- 1. Pescuterie (salted, smoked, or cured fish)
- 2. Edible Dirt (soil?) aka “the new air”
- 3. Smoked anything…cotton candy, ghee
- 4. Sea Vegetables
- 5. Nose to Tail cooking
- 6. Espresso as ingredient in main dish
- 7. Aspic
- 8. Octopus
- 9. Lentils
- 10. Whoopie Pies
Michael Moffatt wins gold (again) and other highlights from Gold Medal Plates
He did it in 2007 and he did it again last night. Michael Moffatt, the equally amiable and talented chef from Beckta took home the gold at the Ottawa Gold Medal Plates competition. Moffatt once again goes on to compete in the nation-wide competition. This one will be held in Kelowna, B.C., in February.
As for the winning plate, well, suffice it to say Moffatt’s rabbit terrine made a bunny lover out of me. I had a floppy-eared one as a pet when I was a kid, so this is no mean feat. I suppose it goes to prove the old truism that everything is better with bacon. The sliced duck was flawless and it was served with a kicky kimchi. The dish also included a single strand of linguini (cleverly served already wrapped around a fork for easy one-handed stand-up grazing) coated in insanely rich marrow butter topped with a grilled baby squid.
Caroline Ishii of Zen Kitchen was awarded silver for her ragout of Le Coprin mushrooms, yuba (tofu skin)-wrapped macadamia curd, polenta, red pepper aspic, passilla (a type of chile) conserve. National Senior Judge James Chatto, who announced the winners, noted that it was a very rare thing to see a vegetarian dish in the Top 3. Kudos to Chef Ishii for bringing respect to the vegan table.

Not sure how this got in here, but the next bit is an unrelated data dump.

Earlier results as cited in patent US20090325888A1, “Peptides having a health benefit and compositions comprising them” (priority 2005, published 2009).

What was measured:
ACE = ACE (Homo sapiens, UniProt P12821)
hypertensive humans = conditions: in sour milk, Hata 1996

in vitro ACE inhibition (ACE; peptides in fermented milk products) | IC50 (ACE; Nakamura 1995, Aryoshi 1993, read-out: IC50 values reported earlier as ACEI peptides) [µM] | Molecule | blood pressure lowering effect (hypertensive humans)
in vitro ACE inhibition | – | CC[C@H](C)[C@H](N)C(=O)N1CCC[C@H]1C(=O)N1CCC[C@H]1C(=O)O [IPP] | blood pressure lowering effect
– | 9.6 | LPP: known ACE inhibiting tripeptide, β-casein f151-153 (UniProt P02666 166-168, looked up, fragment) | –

Brothers Ross and Simon of Fraser Cafe took home bronze for their downright delicious and blessedly UNCOMPLICATED ling cod in a light curry with fresh melon and spot prawn on a fresh colourful slaw of julienned vegetables. What’s lovely about Fraser food is that you know these guys have the skill and pedigree to easily ratchet up the fancy-fussy quotient if they really needed to, but the thing everyone seems to love about their food is that they just continue to keep it real.
Personally, I thought the dish from Les Fougères was also a standout. It was described as “spiced ghee smoked wild pickerel served on sweet potato stirred with lime marmalade and P.E.I. mehti mussels.” I would’ve called it a curry dish until I opened the pamphlet that Chef Charles Part was distributing at his station to accompany and explain every element on the plate. It began “My dish is not a curry dish but, like me, it is influenced by Indian cuisine.” He deconstructs the dish in extraordinary detail, and I confess I was seduced by the amazing insight this short essay offered. It reminded me of great CD liner notes or the booklet that accompanies an art gallery exhibit that heightens the experience for the audience. In it, I learned that Part traveled to Rajasthan to continue what he describes as an ongoing “quest to unlock the secrets of spices.” The dish took me on a journey as well. There was crunch (strips of fried samosa pastry, pomegranate), there was punch (garlicky sautéed spinach, fresh mint), and there was subtlety (garam masala infused ghee spent 30 seconds enveloped in smoke on the Big Green Egg). Also a winner in my books.